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FDA Approves 1st Implantable Artificial Heart
It's meant for patients with advanced heart disease who are too ill for transplant

By Steven Reinberg
HealthDay Reporter

TUESDAY, Sept. 5 (HealthDay News) -- The U.S. Food and Drug Administration on Tuesday approved the first totally implantable artificial heart, for patients with advanced heart disease too ill for a heart transplant.

The device, the AbioCor Implantable Replacement Heart, was approved under the FDA's Humanitarian Use Device provisions, which limits the use of any device to 4,000 units per year.

The use of this new heart will be limited to people with severe heart failure who aren't eligible for a heart transplant and are unlikely to live more than a month.

"This is an important step in this type of technology," said Dr. Daniel Schultz, director of the FDA's Center for Devices and Radiological Health. "We hope this approval will encourage the continued refinement and improvement of this technology."

The clinical trial that led to approval of the device included 14 men, all of whom eventually died.

"The device extended survival for an average of 4.5 months, allowing the patients to spend valuable time with family and friends," said Dr. Bram Zuckerman, director of the FDA's Division of Cardiovascular Devices. "In two cases, lives were extended by 10 and 17 months, respectively. One patient was discharged from the hospital."

The device is a two-pound mechanical heart that replaces the patient's own heart, which is removed. In addition, there's a power transfer coil that powers the system across the skin and recharges the internal battery. There's also a controller and an internal battery, which are implanted in the patient's abdomen.

The controller monitors and controls the heart device, including its pumping rate. The internal battery allows the patient to be free from all external connections for up to one hour. The system also includes two external batteries that allow the patient to freely move around for up to two hours. While the batteries are being recharged, the system can be plugged into an electrical outlet.

Due to the size of the device, it can only be implanted in people who are at least 6 feet tall and weigh at least 170 pounds, Zuckerman said. That means it won't be available to most women, he noted.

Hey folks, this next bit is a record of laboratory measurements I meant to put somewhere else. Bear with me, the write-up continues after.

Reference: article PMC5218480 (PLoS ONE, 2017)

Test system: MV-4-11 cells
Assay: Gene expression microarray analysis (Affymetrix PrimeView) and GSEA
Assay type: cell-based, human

People who get the device will act as test subjects with the ultimate goal of producing an artificial heart that can be used instead of a heart transplant.

"Those individuals [who get this device] are really pioneers in trying to develop this technology," Zuckerman said. "Hopefully, down the road it will be a better technology and more affordable. Without those people who volunteer to participate in this program, the development of this kind of technology for all of us wouldn't be possible."

The device is expected to cost about $250,000, Schultz said. It is not clear whether insurance will cover the costs.

As part of the FDA approval, there will be a post-market review of the device conducted by the manufacturer at 10 sites in the United States. The study will evaluate the use and safety of the device and lead the way for future improvements. This replacement heart is made by Abiomed Inc. of Danvers, Mass.

One expert thinks this is a breakthrough in technology, but it won't replace heart transplants.

"This will not supplant heart transplantation from human donors, which has many advantages over the artificial heart," said Dr. Byron K. Lee, an assistant professor of cardiology at the University of California, San Francisco. "Nevertheless, this will give those patients who do not qualify for traditional heart transplants an opportunity for improved quality of life."

More information

The American Heart Association can tell you more about heart failure.



Copyright © 2002 ScoutNews, LLC. All rights reserved.

SOURCES: Daniel Schultz, M.D., director, Center for Devices and Radiological Health; Bram Zuckerman, M.D., director, Division of Cardiovascular Devices, both U.S. Food and Drug Administration, Rockville, Md., Byron K. Lee, M.D., assistant professor of cardiology, University of California, San Francisco; Sept. 5, 2006, FDA press conference

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